Don’t have overly pessimistic views

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Don’t have overly pessimistic views

The recent report card on the Korean economy is enough to make you worry. Three percent growth cannot be guaranteed, exports are sluggish, and household and government debt is growing. Some tend to conclude that it is a result of the failed economic policies of the Park Geun-hye administration, compared to the economic growth during the Kim Dae-jung and Roh Moo-hyun administrations. However, there needs to be more fair standards and objectivity to make such comparisons.

Comparing the growth rate directly may not be so fair. During the 10 years under Kim and Roh, the Korean economy grew an average 4.8 percent annually, considerably higher than the 3.1 percent average of the eight years under Lee Myung-bak and Park. But the Korean economy is highly dependent on exports, and global economic conditions need to be taken into consideration. For the last eight years, the Korean economy has maintained growth close to the global average of 3.2 percent. During the Roh administration, the Korean economy grew by an average 4.5 percent annually, when the global average was 5.1 percent.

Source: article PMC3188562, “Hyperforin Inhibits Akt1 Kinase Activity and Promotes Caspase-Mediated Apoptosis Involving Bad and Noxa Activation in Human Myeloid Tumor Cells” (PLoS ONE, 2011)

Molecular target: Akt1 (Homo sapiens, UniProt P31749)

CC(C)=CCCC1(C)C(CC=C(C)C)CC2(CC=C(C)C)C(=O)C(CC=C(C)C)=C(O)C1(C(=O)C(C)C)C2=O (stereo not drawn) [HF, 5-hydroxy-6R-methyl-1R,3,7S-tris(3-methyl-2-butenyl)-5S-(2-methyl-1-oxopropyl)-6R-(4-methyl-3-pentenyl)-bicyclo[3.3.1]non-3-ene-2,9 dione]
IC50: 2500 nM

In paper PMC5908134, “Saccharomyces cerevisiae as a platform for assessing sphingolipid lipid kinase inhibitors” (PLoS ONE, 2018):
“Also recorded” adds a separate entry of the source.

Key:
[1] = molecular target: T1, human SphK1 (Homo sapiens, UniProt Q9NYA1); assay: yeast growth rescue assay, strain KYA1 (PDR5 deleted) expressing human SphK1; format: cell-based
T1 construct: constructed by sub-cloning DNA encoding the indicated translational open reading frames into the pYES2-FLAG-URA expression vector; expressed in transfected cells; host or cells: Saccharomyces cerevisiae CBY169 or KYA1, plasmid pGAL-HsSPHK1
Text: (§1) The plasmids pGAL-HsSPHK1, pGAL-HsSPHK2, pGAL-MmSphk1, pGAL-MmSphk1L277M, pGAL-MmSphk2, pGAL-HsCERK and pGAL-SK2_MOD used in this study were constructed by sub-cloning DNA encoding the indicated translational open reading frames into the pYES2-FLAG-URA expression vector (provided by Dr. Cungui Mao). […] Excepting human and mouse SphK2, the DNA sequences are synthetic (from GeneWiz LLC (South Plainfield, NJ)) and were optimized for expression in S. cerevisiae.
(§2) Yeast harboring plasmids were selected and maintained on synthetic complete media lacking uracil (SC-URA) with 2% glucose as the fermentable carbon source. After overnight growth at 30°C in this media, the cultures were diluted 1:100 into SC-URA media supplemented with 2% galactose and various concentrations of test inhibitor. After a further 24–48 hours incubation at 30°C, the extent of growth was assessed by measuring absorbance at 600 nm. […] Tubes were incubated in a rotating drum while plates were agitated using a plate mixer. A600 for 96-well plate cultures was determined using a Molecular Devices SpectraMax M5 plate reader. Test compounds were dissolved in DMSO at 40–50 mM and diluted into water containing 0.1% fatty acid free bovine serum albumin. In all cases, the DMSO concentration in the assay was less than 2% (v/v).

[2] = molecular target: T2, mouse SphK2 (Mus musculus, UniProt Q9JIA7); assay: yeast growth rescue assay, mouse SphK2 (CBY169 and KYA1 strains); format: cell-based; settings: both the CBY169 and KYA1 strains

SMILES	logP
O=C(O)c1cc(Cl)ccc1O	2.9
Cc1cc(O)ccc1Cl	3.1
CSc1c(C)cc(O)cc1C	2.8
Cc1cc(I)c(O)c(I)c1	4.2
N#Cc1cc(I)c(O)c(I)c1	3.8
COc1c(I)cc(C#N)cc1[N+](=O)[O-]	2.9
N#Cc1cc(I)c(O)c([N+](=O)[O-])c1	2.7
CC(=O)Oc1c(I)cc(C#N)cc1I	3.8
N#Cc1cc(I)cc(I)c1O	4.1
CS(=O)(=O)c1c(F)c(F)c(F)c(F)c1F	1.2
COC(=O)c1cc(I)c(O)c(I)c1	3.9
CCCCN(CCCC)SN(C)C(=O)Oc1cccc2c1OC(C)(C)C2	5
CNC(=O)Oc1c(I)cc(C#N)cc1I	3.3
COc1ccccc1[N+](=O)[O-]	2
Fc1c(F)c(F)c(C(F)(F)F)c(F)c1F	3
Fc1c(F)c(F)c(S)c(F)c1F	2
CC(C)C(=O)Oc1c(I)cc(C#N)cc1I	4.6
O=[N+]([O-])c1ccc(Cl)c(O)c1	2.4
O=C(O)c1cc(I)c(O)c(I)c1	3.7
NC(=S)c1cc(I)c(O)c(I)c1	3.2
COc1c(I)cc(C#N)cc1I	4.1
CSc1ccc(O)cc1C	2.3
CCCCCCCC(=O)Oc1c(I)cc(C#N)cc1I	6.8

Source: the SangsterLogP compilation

Exports should also be compared to other countries’ status. In 2015, Korean exports decreased by 8 percent, but worldwide exports went down by 11 percent, according to the World Trade Organization. As a result, Korea became the sixth-largest exporter, surpassing France.

During the Kim and Roh administrations, the portion of corporate income increased by 5.1 percentage points in 10 years, while the portion of household income decreased by 5.6 percentage points, and 220,000 more people were employed annually. However, during the Park administration, the portion of household income went up by 1.1 percentage points, and 420,000 more people became employed, marking the highest employment rate of 65.7 percent. Income distribution improved as well, and the Gini coefficient, which went up to 0.292 at the end of the Roh administration, fell to 0.277.

Of course, the Korean economy is undeniably struggling. It is true that we face the challenges of an aging population and weakening competitiveness in core industries. In order to overcome these difficulties, we need more structural reform to enhance the economy’s fundamentals, nurture the services sector and new industries, and create more jobs rather than temporary economic boosters. Ungrounded disparagement and criticism without alternative plans based on unreliable data and interpretation won’t help solve problems.

*Hanyang University professor of economics and finance

Park Dae-keun
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